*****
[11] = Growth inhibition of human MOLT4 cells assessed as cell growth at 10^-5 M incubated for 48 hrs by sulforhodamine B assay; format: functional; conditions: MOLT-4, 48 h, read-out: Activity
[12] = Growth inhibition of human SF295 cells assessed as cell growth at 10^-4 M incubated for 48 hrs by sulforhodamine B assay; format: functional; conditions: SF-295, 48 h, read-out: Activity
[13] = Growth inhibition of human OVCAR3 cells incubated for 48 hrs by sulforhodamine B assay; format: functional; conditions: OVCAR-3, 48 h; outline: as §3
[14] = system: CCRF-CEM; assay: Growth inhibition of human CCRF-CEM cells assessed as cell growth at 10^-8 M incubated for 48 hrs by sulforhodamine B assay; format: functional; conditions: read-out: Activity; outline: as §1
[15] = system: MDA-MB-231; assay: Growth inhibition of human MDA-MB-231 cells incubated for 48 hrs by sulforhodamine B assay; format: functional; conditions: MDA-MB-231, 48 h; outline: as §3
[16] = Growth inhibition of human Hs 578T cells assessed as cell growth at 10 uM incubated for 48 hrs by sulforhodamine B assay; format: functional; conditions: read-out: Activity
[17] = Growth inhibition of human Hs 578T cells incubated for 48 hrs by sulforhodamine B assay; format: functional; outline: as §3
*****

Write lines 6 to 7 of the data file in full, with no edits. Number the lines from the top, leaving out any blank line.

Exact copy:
[16] = Growth inhibition of human Hs 578T cells assessed as cell growth at 10 uM incubated for 48 hrs by sulforhodamine B assay; format: functional; conditions: read-out: Activity
[17] = Growth inhibition of human Hs 578T cells incubated for 48 hrs by sulforhodamine B assay; format: functional; outline: as §3